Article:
By Wendy Sarubbi | July 11, 2016 4:22 am

It’s like the Netflix of learning. Online learning videos are becoming a preferred choice for teaching as they give students the flexibility of learning wherever and whenever they want to, says Dr. Martin Klapheke, assistant dean for medical education and professor of psychiatry. This is why Dr. Klapheke and a team of faculty from other medical schools across the country collaborated to create a national database of online learning modules  to be used in teaching psychiatry to medical students.

One such module on neurocognitive disorders recently earned Dr. Klapheke a national award from the Association of Directors of Medical Student Education in Psychiatry (ADMSEP).

The annual ADMSEP MedEdPORTAL Award recognizes outstanding publications – innovative curricula, evaluation tools and other educational materials —  submitted to and appearing on the Association of American Medical Colleges’ MedEdPORTAL site – an online resource for medical educators.

Dr. Klapheke was presented with the award at the ADMSEP national conference in Kansas City, Missouri last month.

This is his second such award from ADMSEP, having won in 2011 for a similar learning module he produced that year. Dr. Klapheke also won the ADMSEP 2013 Innovations Award for his leadership of a Clinical Simulation Initiative (CSI), a taskforce that provides a free national database of online psychiatric teaching cases. Dr. Klapheke, who is a co-founder of CSI, helped initiate the process of developing online videos that teach medical students about mental health issues such as depression, dementia, delirium and bipolar disorder.

“In 2010, myself and some colleagues at other med schools decided to put together a free national database of online teaching modules for psychiatry,” Dr. Klapheke explained, noting that several other disciplines already had similar national databases, but with modules for purchase. “So we decided to do it for psychiatry, but make it free.”

The peer-reviewed modules are available for free download on MedEdPORTAL, and are hosted on ADMSEP’s server for free web access by medical educators. Dr. Klapheke’s module on dementia and delirium has received thousands of hits and downloads by educators in over 16 countries.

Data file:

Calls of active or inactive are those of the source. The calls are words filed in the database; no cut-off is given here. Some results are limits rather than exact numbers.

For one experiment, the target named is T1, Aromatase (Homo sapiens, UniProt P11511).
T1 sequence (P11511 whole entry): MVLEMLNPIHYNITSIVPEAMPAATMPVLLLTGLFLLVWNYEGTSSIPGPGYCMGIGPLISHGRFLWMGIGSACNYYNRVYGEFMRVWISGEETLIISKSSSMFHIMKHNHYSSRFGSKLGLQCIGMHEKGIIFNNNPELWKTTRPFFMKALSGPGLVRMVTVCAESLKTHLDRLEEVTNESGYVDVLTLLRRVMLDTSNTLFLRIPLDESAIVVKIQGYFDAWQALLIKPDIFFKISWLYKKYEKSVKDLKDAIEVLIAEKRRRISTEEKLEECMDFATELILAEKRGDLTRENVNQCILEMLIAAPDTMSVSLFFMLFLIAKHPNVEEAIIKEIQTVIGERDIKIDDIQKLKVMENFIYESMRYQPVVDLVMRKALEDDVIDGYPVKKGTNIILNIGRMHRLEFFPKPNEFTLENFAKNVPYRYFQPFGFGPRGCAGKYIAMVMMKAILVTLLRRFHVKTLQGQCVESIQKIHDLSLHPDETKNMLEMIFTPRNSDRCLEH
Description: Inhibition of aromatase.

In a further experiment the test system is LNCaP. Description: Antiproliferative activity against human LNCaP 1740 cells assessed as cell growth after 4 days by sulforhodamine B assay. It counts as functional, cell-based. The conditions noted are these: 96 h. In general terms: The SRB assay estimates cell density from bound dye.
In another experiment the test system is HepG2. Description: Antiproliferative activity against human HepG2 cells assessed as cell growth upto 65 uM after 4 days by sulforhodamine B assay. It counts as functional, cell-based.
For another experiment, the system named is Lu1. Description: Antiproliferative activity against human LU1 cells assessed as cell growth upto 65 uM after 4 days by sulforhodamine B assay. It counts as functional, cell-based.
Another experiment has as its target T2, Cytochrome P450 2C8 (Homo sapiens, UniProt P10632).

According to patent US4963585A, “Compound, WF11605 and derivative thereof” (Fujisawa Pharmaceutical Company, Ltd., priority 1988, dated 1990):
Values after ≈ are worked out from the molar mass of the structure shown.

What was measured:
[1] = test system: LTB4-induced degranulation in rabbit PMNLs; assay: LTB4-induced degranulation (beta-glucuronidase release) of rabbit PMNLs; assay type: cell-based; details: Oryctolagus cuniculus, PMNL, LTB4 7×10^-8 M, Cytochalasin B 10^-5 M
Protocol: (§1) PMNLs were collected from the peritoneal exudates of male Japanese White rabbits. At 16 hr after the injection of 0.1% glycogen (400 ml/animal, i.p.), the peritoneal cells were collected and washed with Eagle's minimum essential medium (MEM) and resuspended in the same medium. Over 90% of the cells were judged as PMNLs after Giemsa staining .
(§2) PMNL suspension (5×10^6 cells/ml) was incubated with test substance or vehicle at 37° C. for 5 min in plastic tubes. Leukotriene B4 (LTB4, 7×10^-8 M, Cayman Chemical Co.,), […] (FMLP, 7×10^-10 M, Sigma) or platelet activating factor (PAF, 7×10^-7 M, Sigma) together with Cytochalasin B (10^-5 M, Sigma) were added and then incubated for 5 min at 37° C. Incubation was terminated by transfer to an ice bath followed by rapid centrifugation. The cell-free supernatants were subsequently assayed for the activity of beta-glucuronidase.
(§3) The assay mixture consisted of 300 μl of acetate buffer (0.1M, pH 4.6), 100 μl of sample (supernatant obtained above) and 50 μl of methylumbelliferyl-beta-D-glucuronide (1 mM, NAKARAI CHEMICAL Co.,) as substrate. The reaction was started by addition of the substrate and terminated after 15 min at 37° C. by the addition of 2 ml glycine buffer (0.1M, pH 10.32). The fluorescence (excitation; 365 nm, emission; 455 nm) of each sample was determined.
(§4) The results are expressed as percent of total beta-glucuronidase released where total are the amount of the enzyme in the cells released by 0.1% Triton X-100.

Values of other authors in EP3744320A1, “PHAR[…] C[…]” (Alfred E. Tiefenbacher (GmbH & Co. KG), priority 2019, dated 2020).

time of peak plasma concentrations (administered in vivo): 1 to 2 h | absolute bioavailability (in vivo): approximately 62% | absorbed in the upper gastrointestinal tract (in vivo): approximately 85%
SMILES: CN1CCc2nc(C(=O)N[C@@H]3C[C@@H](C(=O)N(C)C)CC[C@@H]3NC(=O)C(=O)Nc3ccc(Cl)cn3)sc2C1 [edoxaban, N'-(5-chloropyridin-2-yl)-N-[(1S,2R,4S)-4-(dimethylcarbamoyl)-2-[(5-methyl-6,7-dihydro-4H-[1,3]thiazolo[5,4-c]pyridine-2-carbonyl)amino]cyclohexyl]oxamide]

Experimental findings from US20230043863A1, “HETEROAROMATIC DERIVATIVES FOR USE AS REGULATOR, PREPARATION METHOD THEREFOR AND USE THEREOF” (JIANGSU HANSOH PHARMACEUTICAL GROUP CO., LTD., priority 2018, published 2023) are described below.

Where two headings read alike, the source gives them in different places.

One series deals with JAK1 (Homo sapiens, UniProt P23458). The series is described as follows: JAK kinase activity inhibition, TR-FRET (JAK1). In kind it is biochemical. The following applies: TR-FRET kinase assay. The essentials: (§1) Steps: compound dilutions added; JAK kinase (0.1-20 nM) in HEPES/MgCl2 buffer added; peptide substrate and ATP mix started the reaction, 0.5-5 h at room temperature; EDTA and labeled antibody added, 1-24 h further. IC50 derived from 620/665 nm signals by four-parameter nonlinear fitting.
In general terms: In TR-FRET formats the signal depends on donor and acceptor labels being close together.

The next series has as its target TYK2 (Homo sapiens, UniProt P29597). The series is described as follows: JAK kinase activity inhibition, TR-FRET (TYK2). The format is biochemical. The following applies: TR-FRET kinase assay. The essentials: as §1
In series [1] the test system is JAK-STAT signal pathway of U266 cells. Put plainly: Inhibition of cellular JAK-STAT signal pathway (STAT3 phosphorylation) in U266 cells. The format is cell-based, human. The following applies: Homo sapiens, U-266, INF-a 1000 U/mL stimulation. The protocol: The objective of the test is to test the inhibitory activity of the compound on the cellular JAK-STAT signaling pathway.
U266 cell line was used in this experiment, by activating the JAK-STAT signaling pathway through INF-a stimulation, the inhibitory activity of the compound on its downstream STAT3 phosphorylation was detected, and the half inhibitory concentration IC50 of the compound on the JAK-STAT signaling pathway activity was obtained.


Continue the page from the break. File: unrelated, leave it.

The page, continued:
The modules teach students to evaluate cognitive dysfunctions, formulate treatment plans, give support to caregivers and monitor safety issues such as driving.

“It frees up their time so they can do some of this stuff independently,” said Dr. Klapheke. “It’s almost a move toward on-demand learning. Instead of saying ‘I’ve got to wait until 2 o’ clock on Tuesday to listen to Dr. Klapheke talk for four hours, I can do these modules on my own. I’ll do one on Saturday night or Sunday morning, on my time, when I want.’”

“It’s very user friendly, it’s affordable, they can watch it at home or wherever they want. It makes it (the disorder) come alive for the students, because they’re not only reading about evaluating these disorders, they’re seeing it done. They get to see the patient, his face, his movements, and then see what the doctor does in response and so it engages the student in a way that reading and textbooks cannot. It gives them exposure to disorders in a way that it is brought to life.”

The module first presents didactics on the disorder. This is followed by a series of video clips, filmed at College of Medicine’s Clinical Skills and Simulation Center, showing simulated interviews with a standardized patient (actor) who was briefed on the cognitive disorders he would be presenting and their symptoms. At the end of the module, students take a quiz to test what they have learned.

“The students like very much the fact that it is active,’ Dr. Klapheke added. “Instead of me standing there and lecturing at them for four hours, I encourage them to do the module at home, and in class we apply what they have learned to other cases.”

Dr. Klapheke says the award was a tribute to the UCF College of Medicine and its efforts to provide innovative and active learning opportunities for students.

He credited Dale Voorhees and the rest of the medical school’s Educational Technology team for their assistance with producing the learning module.

“I think it’s a feather in the cap for the College of Medicine and for everyone who was part of this.”

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